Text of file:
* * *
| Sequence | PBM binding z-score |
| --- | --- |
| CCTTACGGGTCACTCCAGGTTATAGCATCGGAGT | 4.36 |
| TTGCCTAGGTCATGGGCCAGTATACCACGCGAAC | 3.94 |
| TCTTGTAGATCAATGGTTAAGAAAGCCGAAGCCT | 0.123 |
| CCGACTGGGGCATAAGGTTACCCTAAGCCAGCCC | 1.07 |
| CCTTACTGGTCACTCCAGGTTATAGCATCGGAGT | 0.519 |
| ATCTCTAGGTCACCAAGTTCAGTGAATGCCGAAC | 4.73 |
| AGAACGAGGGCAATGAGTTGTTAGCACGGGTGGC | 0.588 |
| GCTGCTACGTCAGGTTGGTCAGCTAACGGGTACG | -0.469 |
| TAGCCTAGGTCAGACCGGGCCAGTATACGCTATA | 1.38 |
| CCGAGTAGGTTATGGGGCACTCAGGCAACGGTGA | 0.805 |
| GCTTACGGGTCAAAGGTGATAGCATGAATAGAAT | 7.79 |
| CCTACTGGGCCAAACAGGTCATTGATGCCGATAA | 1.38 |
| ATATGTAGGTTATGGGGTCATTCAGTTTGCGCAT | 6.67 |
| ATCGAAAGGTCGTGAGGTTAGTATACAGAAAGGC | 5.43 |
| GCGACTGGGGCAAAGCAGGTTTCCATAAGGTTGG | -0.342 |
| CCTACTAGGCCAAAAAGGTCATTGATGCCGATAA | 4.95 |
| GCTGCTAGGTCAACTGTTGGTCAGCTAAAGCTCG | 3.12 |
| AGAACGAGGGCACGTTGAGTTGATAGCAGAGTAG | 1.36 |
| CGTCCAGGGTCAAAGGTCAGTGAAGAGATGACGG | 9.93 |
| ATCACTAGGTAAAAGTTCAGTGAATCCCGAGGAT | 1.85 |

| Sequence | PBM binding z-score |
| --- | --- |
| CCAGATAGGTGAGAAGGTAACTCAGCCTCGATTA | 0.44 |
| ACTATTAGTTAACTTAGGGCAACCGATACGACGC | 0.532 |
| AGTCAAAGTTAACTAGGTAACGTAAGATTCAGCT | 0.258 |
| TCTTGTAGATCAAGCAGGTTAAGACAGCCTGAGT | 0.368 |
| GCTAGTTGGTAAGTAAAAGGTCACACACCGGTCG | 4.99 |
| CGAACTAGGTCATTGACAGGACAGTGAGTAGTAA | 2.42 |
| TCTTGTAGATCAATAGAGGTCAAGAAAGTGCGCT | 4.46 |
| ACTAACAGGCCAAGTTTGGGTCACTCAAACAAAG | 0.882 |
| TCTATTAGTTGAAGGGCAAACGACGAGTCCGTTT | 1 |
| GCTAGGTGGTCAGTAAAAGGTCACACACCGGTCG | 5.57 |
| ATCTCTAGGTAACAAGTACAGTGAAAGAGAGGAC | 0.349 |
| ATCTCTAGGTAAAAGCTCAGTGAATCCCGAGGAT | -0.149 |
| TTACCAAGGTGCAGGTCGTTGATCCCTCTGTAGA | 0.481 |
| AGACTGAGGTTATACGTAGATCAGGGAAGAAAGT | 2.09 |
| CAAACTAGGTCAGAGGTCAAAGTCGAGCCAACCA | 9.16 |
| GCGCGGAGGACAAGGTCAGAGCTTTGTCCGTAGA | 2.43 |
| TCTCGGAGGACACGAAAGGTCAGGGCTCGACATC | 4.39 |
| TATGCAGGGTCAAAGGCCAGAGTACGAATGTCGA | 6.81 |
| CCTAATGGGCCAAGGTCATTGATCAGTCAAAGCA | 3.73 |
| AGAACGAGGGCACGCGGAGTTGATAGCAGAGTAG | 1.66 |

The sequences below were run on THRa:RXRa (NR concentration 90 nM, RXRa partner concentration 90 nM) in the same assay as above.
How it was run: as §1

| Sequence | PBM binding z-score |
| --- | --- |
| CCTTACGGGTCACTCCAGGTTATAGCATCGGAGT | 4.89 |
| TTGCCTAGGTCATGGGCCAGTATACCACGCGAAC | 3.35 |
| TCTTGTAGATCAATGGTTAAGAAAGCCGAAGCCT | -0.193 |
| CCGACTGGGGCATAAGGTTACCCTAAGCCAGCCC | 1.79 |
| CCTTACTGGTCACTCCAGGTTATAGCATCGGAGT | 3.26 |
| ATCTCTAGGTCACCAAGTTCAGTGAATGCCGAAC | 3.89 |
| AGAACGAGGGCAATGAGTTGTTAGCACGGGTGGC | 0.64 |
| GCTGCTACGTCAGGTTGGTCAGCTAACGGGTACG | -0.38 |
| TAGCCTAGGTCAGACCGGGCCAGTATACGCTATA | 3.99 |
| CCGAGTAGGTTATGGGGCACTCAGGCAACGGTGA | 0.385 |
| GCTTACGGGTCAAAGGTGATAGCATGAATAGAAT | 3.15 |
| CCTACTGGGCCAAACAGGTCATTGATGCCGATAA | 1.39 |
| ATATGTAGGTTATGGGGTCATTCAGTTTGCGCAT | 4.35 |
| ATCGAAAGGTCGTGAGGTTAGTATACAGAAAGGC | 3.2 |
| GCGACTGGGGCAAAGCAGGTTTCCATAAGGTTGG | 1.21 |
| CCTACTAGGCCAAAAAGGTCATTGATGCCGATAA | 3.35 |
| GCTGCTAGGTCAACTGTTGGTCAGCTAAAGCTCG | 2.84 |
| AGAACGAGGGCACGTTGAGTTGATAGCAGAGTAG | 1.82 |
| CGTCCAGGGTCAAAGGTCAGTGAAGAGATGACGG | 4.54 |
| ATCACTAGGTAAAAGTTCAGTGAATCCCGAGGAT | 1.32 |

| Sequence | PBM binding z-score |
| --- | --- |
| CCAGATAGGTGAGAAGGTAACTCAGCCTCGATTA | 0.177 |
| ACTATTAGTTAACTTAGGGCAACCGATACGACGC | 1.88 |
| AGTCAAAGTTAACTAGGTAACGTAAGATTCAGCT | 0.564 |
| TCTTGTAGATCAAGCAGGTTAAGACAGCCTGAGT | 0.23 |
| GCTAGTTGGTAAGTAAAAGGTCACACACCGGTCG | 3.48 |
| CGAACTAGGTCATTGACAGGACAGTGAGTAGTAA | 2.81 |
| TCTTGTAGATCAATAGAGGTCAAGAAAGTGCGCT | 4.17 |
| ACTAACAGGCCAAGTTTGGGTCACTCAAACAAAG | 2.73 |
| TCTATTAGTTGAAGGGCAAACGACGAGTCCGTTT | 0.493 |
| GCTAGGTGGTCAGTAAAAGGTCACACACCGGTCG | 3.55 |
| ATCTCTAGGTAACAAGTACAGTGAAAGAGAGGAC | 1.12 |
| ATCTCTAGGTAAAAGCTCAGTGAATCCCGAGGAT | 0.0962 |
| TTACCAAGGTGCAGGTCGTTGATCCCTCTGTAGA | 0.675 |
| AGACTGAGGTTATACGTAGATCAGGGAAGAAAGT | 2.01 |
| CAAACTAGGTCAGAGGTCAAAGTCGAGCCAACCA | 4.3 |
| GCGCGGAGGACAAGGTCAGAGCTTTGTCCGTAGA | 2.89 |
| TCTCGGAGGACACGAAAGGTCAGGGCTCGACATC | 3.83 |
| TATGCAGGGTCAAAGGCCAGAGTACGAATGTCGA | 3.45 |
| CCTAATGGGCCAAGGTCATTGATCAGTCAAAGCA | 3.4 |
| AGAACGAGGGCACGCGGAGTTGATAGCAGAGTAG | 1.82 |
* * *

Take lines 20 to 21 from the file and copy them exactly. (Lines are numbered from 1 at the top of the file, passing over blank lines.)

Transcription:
| AGAACGAGGGCACGTTGAGTTGATAGCAGAGTAG | 1.36 |
| CGTCCAGGGTCAAAGGTCAGTGAAGAGATGACGG | 9.93 |